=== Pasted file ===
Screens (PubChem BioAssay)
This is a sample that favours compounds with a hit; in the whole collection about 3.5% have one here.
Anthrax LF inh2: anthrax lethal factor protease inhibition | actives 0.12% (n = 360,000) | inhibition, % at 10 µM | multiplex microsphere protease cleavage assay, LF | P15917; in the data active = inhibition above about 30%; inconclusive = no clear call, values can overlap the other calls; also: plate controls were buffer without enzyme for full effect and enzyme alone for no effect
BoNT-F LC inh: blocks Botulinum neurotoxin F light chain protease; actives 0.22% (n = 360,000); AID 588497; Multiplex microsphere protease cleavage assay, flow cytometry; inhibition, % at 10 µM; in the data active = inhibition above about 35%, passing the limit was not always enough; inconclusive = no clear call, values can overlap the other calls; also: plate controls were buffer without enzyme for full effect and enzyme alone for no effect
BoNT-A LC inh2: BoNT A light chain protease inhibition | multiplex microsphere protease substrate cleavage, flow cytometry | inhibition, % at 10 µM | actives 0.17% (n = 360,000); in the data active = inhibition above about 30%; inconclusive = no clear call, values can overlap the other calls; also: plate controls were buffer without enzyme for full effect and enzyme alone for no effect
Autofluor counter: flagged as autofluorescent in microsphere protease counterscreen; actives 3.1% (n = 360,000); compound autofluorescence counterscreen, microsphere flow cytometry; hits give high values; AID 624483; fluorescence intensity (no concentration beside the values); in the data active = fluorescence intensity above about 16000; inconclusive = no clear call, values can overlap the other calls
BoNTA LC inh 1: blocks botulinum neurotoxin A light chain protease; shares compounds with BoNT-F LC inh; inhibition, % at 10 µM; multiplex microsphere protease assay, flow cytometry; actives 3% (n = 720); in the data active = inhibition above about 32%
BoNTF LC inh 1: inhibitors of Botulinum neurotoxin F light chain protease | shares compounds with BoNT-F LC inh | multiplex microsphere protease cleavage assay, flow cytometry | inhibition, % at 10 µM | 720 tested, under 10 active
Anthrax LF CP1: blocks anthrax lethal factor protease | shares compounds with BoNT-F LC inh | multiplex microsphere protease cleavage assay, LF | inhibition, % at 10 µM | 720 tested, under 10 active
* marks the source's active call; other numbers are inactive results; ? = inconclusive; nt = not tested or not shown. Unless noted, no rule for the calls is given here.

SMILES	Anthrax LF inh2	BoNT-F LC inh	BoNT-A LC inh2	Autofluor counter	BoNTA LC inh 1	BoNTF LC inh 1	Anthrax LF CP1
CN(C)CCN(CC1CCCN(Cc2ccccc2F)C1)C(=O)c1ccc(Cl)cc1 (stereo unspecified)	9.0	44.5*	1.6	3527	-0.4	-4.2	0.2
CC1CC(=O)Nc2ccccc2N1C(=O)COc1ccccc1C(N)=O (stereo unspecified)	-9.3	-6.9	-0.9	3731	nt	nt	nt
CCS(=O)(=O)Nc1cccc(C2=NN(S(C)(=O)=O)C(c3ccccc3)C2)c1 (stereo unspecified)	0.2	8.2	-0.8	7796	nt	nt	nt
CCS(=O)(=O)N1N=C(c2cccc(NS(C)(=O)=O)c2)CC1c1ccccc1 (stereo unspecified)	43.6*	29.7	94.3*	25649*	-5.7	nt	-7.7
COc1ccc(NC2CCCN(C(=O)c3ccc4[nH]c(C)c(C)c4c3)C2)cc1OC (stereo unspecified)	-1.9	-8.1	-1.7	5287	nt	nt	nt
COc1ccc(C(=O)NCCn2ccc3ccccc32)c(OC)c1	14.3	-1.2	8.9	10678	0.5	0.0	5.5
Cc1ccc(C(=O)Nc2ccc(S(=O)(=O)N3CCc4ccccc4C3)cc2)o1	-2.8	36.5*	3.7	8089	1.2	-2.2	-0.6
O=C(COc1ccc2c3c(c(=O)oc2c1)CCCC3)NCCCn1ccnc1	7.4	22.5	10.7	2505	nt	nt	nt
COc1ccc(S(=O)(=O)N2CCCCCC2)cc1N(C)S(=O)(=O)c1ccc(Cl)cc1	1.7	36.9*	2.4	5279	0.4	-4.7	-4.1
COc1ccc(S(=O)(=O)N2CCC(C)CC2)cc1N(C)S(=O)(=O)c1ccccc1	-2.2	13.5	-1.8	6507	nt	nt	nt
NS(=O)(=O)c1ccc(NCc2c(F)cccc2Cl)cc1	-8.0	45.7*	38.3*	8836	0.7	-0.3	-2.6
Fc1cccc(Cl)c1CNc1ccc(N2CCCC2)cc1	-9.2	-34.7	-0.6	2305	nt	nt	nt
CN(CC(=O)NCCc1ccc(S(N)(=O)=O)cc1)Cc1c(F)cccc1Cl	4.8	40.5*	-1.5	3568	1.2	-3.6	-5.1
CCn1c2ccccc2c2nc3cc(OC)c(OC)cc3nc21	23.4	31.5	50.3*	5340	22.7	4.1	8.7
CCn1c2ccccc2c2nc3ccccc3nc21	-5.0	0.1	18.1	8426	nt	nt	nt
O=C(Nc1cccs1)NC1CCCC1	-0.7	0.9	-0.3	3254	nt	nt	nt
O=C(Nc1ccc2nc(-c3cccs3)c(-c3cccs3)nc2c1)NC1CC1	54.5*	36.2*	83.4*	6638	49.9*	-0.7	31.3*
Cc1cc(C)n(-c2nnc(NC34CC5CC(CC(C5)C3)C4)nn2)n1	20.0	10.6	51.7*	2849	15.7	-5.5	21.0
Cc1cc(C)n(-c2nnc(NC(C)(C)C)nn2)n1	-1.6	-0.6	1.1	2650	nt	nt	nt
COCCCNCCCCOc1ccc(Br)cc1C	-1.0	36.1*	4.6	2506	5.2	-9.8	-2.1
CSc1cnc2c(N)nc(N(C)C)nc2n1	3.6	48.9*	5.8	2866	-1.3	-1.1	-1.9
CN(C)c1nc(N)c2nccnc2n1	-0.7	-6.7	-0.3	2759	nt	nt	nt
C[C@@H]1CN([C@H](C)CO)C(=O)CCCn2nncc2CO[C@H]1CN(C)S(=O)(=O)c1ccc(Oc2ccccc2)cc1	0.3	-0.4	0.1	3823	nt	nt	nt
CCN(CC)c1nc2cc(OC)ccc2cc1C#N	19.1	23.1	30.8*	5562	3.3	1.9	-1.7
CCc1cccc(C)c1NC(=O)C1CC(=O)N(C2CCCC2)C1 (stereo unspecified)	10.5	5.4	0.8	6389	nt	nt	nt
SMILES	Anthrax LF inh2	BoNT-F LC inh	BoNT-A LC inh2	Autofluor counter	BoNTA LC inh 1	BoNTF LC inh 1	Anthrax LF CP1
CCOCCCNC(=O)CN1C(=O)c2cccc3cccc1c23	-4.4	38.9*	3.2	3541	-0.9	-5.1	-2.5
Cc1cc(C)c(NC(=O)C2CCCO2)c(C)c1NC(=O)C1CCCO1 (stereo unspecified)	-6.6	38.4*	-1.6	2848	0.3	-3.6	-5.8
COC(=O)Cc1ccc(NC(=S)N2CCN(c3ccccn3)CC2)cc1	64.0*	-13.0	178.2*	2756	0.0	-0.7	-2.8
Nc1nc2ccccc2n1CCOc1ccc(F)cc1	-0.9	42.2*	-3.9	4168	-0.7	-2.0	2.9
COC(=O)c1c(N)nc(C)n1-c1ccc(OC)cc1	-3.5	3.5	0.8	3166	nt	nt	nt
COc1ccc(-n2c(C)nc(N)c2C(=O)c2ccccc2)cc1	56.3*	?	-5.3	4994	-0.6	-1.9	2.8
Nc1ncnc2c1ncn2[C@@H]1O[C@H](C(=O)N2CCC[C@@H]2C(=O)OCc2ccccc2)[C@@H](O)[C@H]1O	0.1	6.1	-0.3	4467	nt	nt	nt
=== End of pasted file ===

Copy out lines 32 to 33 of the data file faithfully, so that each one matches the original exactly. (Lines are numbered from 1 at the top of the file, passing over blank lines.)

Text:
CSc1cnc2c(N)nc(N(C)C)nc2n1	3.6	48.9*	5.8	2866	-1.3	-1.1	-1.9
CN(C)c1nc(N)c2nccnc2n1	-0.7	-6.7	-0.3	2759	nt	nt	nt